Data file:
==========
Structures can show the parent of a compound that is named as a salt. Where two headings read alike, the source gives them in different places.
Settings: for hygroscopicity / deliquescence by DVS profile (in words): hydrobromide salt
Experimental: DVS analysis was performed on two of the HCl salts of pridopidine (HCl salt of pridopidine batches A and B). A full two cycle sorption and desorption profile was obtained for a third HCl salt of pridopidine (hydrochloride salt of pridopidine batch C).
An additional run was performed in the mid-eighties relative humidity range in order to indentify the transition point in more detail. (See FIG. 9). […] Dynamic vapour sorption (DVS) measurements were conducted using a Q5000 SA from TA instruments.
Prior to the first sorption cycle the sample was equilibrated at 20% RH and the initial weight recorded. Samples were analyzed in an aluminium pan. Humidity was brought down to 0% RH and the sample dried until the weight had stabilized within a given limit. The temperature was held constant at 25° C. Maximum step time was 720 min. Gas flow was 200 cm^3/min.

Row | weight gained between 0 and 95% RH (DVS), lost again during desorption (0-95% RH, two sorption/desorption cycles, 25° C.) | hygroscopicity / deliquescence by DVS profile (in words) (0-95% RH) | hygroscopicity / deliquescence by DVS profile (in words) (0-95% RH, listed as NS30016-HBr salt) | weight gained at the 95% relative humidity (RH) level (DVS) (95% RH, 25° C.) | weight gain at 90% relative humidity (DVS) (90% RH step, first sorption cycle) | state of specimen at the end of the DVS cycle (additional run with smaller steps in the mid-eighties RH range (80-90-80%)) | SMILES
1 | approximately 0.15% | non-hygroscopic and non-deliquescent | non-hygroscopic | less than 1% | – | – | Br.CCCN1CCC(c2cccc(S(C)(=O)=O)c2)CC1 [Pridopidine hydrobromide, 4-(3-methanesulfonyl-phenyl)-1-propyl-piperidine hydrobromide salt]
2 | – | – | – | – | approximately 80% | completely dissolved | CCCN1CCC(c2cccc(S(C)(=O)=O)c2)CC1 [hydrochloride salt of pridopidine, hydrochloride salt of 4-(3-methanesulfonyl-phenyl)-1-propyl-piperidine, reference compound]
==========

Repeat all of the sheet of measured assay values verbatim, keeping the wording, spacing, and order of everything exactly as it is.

Structures can show the parent of a compound that is named as a salt. Where two headings read alike, the source gives them in different places.
Settings: for hygroscopicity / deliquescence by DVS profile (in words): hydrobromide salt
Experimental: DVS analysis was performed on two of the HCl salts of pridopidine (HCl salt of pridopidine batches A and B). A full two cycle sorption and desorption profile was obtained for a third HCl salt of pridopidine (hydrochloride salt of pridopidine batch C).
An additional run was performed in the mid-eighties relative humidity range in order to indentify the transition point in more detail. (See FIG. 9). […] Dynamic vapour sorption (DVS) measurements were conducted using a Q5000 SA from TA instruments.
Prior to the first sorption cycle the sample was equilibrated at 20% RH and the initial weight recorded. Samples were analyzed in an aluminium pan. Humidity was brought down to 0% RH and the sample dried until the weight had stabilized within a given limit. The temperature was held constant at 25° C. Maximum step time was 720 min. Gas flow was 200 cm^3/min.

Row | weight gained between 0 and 95% RH (DVS), lost again during desorption (0-95% RH, two sorption/desorption cycles, 25° C.) | hygroscopicity / deliquescence by DVS profile (in words) (0-95% RH) | hygroscopicity / deliquescence by DVS profile (in words) (0-95% RH, listed as NS30016-HBr salt) | weight gained at the 95% relative humidity (RH) level (DVS) (95% RH, 25° C.) | weight gain at 90% relative humidity (DVS) (90% RH step, first sorption cycle) | state of specimen at the end of the DVS cycle (additional run with smaller steps in the mid-eighties RH range (80-90-80%)) | SMILES
1 | approximately 0.15% | non-hygroscopic and non-deliquescent | non-hygroscopic | less than 1% | – | – | Br.CCCN1CCC(c2cccc(S(C)(=O)=O)c2)CC1 [Pridopidine hydrobromide, 4-(3-methanesulfonyl-phenyl)-1-propyl-piperidine hydrobromide salt]
2 | – | – | – | – | approximately 80% | completely dissolved | CCCN1CCC(c2cccc(S(C)(=O)=O)c2)CC1 [hydrochloride salt of pridopidine, hydrochloride salt of 4-(3-methanesulfonyl-phenyl)-1-propyl-piperidine, reference compound]